As Women Business Owners are Celebrated, New Challenges Arise

Portrait of a happy waitress standing at restaurant entrance. Portrait of mature business woman in black apron ready to attend new customers in her just opened coffee shop. Happy beautiful woman owner showing open sign in her small business shop.

By Mike Moen

BISMARCK, N.D. — Before the pandemic, North Dakota received high marks for its environment for women business owners. As these entrepreneurs are celebrated today on American Women Business Day, advocates also worry about the effect the crisis is having on women and their careers.

According to some rankings, including one from Fit Small Business, North Dakota lands near the top-10 for best states for women entrepreneurs. Kirsten Berger, marketing and communications coordinator at the North Dakota Women’s Business Center, said the internet certainly has made it easier for startups and remote working.

And she said in North Dakota, outreach and support is strong.

“The chambers, the downtowners, everybody wants each other to succeed,” Berger said. “I mean, North Dakota has such a great feel. It’s a real shop-local kind of place.”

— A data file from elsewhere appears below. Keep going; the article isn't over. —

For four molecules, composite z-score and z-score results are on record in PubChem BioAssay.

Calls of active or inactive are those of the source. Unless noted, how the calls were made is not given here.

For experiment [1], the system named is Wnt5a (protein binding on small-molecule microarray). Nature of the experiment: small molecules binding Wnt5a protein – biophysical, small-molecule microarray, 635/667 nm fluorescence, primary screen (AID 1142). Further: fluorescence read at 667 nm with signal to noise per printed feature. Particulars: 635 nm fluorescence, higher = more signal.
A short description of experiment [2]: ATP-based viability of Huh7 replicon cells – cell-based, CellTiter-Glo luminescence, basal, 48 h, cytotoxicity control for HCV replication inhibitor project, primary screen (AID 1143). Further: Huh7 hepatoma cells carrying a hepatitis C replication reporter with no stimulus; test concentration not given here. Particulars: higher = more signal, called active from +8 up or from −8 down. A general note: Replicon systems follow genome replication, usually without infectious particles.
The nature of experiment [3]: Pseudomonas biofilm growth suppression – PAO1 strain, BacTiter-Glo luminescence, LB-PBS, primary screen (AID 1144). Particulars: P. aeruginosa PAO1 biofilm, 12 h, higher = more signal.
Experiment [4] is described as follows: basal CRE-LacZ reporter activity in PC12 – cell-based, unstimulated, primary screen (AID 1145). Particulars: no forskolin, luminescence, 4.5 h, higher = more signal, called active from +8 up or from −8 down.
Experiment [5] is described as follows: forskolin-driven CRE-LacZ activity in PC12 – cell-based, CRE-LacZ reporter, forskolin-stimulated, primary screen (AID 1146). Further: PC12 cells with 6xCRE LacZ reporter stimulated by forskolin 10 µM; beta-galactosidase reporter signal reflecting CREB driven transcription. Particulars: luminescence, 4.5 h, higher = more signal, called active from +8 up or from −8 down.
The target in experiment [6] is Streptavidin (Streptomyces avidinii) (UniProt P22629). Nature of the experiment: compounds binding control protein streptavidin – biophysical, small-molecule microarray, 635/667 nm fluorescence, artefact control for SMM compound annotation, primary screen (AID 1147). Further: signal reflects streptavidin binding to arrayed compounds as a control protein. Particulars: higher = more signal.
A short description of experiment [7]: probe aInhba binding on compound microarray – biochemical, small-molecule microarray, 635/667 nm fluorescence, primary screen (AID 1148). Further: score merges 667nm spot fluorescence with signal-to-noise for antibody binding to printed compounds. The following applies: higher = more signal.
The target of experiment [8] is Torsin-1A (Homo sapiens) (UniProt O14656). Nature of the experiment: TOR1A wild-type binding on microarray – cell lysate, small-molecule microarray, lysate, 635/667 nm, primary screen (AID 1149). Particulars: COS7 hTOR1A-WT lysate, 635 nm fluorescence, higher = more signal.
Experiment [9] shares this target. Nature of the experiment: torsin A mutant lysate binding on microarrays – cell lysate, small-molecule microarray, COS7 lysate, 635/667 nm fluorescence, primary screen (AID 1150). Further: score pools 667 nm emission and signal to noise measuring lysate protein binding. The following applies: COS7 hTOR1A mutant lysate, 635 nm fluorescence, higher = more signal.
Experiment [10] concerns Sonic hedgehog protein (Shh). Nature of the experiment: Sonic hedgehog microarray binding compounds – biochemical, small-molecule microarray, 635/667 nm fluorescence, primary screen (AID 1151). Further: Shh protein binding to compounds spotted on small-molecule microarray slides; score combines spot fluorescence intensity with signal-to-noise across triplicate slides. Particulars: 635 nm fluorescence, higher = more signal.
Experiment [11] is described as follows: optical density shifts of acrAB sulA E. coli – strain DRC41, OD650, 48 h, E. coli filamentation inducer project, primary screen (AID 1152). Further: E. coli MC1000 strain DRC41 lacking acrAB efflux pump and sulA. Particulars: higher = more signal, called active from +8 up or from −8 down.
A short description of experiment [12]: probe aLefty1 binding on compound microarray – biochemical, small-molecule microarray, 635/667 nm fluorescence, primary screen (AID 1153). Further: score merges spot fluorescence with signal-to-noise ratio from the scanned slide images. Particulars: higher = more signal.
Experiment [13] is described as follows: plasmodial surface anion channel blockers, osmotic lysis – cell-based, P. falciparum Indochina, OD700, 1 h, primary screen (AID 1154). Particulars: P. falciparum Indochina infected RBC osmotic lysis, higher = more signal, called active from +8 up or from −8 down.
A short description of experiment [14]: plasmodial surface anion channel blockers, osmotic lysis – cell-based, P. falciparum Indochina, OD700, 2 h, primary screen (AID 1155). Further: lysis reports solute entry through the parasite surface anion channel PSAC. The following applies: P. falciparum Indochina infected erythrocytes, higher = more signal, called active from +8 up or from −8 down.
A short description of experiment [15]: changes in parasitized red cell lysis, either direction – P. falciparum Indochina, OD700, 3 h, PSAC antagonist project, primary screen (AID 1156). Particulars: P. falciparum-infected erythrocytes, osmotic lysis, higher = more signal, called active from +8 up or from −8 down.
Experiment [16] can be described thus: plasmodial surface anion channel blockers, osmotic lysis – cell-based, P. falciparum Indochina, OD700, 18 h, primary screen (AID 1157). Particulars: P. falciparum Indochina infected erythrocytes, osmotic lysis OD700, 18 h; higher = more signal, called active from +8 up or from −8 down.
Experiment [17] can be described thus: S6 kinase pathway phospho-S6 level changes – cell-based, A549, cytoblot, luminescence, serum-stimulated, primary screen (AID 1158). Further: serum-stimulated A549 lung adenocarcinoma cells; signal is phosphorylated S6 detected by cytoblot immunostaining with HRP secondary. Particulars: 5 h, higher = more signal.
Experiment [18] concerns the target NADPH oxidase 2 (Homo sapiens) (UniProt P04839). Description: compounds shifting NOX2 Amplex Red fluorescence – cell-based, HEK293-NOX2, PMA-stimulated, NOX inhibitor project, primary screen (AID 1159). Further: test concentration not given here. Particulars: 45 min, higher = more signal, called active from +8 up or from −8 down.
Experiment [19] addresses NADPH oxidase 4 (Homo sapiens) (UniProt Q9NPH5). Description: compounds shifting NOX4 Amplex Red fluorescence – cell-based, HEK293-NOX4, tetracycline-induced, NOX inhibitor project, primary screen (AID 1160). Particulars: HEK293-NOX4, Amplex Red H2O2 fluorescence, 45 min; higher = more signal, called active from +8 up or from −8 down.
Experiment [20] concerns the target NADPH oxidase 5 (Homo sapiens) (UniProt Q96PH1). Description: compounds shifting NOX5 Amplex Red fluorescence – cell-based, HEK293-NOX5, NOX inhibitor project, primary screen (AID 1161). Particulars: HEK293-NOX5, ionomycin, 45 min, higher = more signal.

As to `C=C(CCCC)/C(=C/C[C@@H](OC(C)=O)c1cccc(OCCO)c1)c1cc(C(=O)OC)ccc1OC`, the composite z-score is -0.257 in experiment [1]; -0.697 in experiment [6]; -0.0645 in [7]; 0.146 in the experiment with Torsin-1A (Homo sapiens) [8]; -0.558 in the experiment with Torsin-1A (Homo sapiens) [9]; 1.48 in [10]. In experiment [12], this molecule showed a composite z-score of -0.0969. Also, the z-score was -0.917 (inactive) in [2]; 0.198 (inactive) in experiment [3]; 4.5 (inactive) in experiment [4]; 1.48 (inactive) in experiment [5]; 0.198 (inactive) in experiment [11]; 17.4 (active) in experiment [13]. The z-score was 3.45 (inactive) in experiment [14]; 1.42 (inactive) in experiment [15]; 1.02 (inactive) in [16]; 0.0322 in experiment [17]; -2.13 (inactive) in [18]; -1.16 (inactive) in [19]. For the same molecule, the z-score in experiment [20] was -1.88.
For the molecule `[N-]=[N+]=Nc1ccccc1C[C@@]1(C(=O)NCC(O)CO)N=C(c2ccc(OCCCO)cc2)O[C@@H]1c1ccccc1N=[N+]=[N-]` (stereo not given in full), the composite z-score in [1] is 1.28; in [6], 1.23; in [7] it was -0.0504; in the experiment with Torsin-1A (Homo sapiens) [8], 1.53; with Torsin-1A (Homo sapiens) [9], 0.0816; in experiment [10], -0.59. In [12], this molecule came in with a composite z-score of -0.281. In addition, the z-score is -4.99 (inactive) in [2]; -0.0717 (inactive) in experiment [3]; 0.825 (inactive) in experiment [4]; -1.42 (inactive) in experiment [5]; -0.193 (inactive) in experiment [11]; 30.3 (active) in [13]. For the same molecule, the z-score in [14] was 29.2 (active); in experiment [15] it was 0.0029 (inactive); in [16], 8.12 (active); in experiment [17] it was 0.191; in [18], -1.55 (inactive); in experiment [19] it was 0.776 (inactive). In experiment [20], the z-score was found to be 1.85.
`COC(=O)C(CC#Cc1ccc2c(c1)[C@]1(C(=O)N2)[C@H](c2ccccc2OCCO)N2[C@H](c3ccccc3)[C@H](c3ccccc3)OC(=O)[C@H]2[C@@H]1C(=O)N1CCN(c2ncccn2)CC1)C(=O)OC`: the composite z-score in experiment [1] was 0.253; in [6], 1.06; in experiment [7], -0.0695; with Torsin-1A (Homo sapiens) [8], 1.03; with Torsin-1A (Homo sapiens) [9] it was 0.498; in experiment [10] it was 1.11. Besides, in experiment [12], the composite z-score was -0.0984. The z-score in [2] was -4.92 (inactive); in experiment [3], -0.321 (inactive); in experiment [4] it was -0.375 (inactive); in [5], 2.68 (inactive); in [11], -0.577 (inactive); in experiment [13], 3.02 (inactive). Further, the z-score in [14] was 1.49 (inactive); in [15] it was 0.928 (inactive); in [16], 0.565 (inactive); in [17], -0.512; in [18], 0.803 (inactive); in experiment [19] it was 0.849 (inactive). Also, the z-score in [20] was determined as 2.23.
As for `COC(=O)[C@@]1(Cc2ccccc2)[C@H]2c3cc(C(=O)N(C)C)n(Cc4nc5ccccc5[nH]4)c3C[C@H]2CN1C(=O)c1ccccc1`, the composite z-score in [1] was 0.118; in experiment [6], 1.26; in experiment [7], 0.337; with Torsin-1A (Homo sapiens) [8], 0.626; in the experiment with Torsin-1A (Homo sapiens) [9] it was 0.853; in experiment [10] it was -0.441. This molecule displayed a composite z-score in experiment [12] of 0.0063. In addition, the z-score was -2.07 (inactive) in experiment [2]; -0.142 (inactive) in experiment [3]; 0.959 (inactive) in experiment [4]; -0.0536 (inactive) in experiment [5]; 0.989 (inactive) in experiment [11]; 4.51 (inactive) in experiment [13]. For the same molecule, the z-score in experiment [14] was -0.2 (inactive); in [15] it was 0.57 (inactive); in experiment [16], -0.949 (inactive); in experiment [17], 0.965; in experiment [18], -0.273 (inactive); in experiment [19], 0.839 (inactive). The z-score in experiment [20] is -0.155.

But as the pandemic has dragged on, many business observers have noted women are bearing the brunt of the professional impact, by either scaling back or pausing their careers to help care for children.

Berger said the Center shares those concerns, but through grant money, they’re helping many of these women transition back to the workplace.

North Dakota has slipped in some rankings, and it has among the lowest percentages of women small-business owners. But it also has had one of the highest growth rates for women in this category.

Berger said while there’s strong support from the state, they hope to see enhanced opportunities, such as more vendor contracts for companies owned by women.

“They can go to other states and get those contracts because they’re given preferential points, so that’s something that would be super beneficial in our state,” she said.

Berger said as North Dakota’s population is predominately white, women of color face additional challenges. She said that can include language barriers and obstacles in obtaining loans.

From Prairie News Service

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